Hoping to convince any doubters that sailors are athletes, too, 2008 gold medalist Anna Tunnicliffe goes sailing in the buff for ESPN the Magazine's annual The Body issue.
On Wednesday the world will see a side of Anna Tunnicliffe it hasn't seen before. Well, technically, the side (her right) has been seen plenty of times, but only a few have seen it like this, namely, unshrouded by clothes.
Tunnicliffe, the 2008 Olympic gold medalist in the Laser Radial and a favorite for the gold in Women’s Match Racing in the upcoming London Olympics, was one of 27 athletes chosen to participate in the fourth edition of ESPN the Magazine’s The Body issue. This annual issue has featured some of the world’s top athletes in the buff, often with the appropriate sporting equipment providing enough cover that the magazine doesn’t require with an R rating. You can see two more photos, here and here.
Tunnicliffe (technically, Tunnicliffe Funk, since she’s married to Laser sailor Brad Funk) is the first sailor to be included in the series. In this exclusive interview, the 29-year-old talks about the experience, starting with how she came to be involved with ESPN’s answer to the Sports Illustrated swimsuit issue.
Anna Tunnicliffe: To be honest, I’m not entirely sure. I think [U.S. Sailing Team communications director] Dana [Paxton] heard about it and was like, “Would you be interested in submitting your name?” I said, “OK sure, fat chance that sailing’s ever going to get selected.” They came back and said, [we’d] been keen on having her if she’s into it. I’m like, “Sure, let’s do it. Why not?”
Sailing World: So it doesn’t sound like there was much hesitation on your part when Dana suggested it?
AT: I think it’s a good opportunity to show that sailing’s not just booze cruising, that you have to be athletic. So it was a great opportunity to show the world that it is a physical sport.
SW: Were you familiar with this issue? It’s ESPN The Magazine’s answer to Sports Illustrated’s swimsuit issue. They cover the essential body parts to keep it family friendly, but it’s otherwise very revealing.
AT: I had seen a couple of pictures. I said, “Yeah, I’ll do it,” and then I started getting a bit nervous about it. But I just kept reminding myself that it’s good for the sport to show that you have to be fit and everything. In a way, it’s art. You work hard for a body, so why not show it off if it’s for a good cause.
SW: What about your family? Your husband and your parents?
AT: I definitely consulted with them beforehand. My mom was pretty keen on it. My dad and Brad were a little hesitant at first. We came to the conclusion that, why not go for it?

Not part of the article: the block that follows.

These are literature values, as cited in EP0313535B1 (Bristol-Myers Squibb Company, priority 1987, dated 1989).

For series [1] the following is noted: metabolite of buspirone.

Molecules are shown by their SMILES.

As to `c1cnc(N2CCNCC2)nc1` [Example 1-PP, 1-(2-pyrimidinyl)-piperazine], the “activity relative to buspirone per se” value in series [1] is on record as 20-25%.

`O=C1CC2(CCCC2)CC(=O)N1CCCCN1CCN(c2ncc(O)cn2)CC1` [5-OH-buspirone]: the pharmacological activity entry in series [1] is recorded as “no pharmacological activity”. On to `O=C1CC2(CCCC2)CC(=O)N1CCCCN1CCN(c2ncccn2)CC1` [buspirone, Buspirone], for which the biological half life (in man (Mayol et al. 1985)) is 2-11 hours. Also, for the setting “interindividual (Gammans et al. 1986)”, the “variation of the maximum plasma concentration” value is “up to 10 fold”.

SW: Well, I was pretty surprised to see a sailor included in that list for sure. They usually focus on very high-profile athletes. You’re definitely in some elite company.
AT: I’m excited for it. I’m excited for it to come out, to see people’s reactions.
SW: That’s going to happen later this week, of course. The issue will be released online on July 11th with the magazine hitting newsstands on July 13th. What can you tell us about the photo shoot?
AT: We showed up at the [Lauderdale] Yacht Club, got the Laser rigged. Nobody knew what we were going out to go shoot for. It kind of took me by surprise how little everybody that was involved with the photoshoot knew what we were doing when we first got to the club. It was only me, Brad, and the photo editor that knew what was going on. And the photographer. But the photographer’s assistant didn’t know, and the people driving the safety boats didn’t know. On the tow out, it was broken to everybody what was actually going on. That made me a little nervous because all of the sudden everybody knew I was going to be sailing around with no clothes on. Whereas before they just thought it was a photoshoot. We got out there ,and I had my Olympic sail up from . I just sailed around and the photographers were very professional and very good at what they did. They just directed me through the kind of shot that they wanted. We did two short sessions; it was kind of a colder day, but it was windy and wavy. We got it done quite quickly.
SW: What sort of input did you have in terms of choosing the composition of the photo?
AT: When they first started talking about it, they were trying to figure out where we could do the photoshoot and I said, “Well, do you want to do it actually sailing?” And they, “Well, what do you do?” So we sent some actual hiking pictures. So they knew the position I was going to be in, and we just had to find the best way for the boat to look like it was going fast and hiked in the right position with the waves and everything. We eventually figured out that reaching in front of the camera was the way the shoot was going to go, and that’s how they got the picture.
SW: Most of the photos for this issue are done in a fairly controlled environment. This is clearly not the case for your photo. Was it a struggle to get everything right?
AT: The photographer was really good. He’s done a lot of surfing photos so he’s really good with the waves and the water. I think he got his shot rather quickly. We did two sessions, and I think he ended up taking a photo from the first session. I think he liked what he got. There’s only so much you can do once you’re sailing. It was easy, and he was pretty keen on what he was shooting.
SW: So you tow out, and then at some point you have to strip down and start sailing the boat. What were your nerves like when you had to get naked and go sailing?
AT: I just said, “Forget it, this is what I’m doing. I signed up for this and just do it." When it finally came time to do it, I wasn’t that nervous, I just got on with it. You wear so much clothing normally in sailing, it was a totally different experience wearing absolutely nothing. It’s not something I would do every weekend, but it was definitely a totally different experience sailing around with no clothes on.